When you work in the oil fields, you know your tools. You know the drills, the downhole oil tools, and dozens of other tools that help you and your fellow oil workers do your job. Yet, you probably did not know that a lot of the tools you use have some very technical names. If you were going to order more of this or that for the job, would you know how to order it? Acting as a stand-in for the supply acquisitions employee, you might be a tad lost, since you have other names for things listed on the reorder sheets. Here are just a few of those things with their technical names, and what you probably call them in the field.
Molded Oil Tool Elastomers
Molded what? Okay, so you know what oil tools are. Molded means that the "elastomers" are perfectly made to fit over the tools. Got it. Elastomers is just a really fancy way of saying "rubber."
Oh, so these products are the rubbery grip things you pull over the handles of your tools to keep them from slipping from your grip and into the oil well down below while you work from above. In short, you probably call them "rubber handle grips." Now you just have to decide if you want to tackle putting pre-molded rubber grips on your tools, or have the manufacturer dip your tools for rubbers that cannot be removed.
No, they are not boring in the sense of being dull. On the contrary, most boring tools are quite sharp because you use them to create holes. This includes your main well drill, small boring tools to insert bolts and hold oil well components in place, and still more tools to bore down and check for well pressure and the amount of oil present. They go by various names, including borer, reamer, mud motors, and shock subs.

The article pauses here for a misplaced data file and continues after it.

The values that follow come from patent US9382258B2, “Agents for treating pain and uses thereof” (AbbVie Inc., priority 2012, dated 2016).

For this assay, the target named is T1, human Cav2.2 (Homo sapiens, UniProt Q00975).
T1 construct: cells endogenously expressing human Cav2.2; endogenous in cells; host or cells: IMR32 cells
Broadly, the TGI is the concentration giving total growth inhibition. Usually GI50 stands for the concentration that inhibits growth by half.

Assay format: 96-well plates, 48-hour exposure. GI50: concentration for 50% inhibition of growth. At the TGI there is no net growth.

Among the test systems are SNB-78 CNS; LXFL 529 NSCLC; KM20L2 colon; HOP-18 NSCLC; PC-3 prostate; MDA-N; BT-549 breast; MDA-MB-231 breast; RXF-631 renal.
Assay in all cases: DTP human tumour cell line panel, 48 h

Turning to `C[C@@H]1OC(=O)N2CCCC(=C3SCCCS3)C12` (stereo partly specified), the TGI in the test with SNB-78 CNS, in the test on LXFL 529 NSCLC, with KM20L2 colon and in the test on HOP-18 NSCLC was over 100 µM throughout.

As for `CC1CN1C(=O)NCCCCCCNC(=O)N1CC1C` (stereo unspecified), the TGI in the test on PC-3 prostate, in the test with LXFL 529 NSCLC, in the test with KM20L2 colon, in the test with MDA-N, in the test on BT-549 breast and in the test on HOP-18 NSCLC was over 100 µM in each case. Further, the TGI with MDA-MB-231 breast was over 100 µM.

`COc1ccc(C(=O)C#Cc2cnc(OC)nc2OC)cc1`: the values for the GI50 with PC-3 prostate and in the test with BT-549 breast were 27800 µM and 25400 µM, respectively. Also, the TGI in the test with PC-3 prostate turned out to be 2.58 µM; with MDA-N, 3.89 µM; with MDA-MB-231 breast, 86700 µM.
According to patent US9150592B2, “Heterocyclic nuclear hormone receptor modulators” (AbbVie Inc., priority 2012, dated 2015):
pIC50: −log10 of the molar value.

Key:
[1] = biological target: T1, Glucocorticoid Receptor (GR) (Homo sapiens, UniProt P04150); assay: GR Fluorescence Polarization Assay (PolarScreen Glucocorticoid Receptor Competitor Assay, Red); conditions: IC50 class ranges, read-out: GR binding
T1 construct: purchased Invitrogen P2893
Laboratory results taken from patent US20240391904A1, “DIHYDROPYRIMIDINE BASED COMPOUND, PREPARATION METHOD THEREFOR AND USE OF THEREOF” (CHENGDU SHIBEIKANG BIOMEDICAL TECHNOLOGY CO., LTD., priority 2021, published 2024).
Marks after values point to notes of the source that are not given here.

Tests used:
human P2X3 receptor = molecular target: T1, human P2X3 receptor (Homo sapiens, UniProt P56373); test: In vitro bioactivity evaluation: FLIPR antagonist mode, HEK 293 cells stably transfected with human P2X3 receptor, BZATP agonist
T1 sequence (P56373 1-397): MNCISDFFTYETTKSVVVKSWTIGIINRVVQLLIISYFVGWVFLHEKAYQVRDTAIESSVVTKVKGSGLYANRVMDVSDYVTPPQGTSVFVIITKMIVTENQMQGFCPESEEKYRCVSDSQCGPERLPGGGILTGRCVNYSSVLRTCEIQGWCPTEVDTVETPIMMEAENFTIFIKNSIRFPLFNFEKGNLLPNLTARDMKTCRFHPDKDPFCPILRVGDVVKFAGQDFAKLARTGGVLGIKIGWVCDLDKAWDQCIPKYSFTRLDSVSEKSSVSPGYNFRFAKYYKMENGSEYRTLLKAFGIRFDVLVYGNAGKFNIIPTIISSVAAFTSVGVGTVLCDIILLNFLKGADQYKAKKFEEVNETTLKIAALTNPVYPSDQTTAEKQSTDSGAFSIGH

The drill at the top of the well, a few hours after it has descended and is burrowing into the earth, needs to stop and come up so that each section of the well can be stabilized. Guys drop down and tamp things into place and then brace the walls. This prevents collapse of the walls as the well continues driving downward. The tamping tools and reinforcing components are all known by the names given them by the hole crews, but they will be listed as something else on your list. Your hole crews can tell you what they are when they request replacement tools.
Contact a company, like well seals, for more help.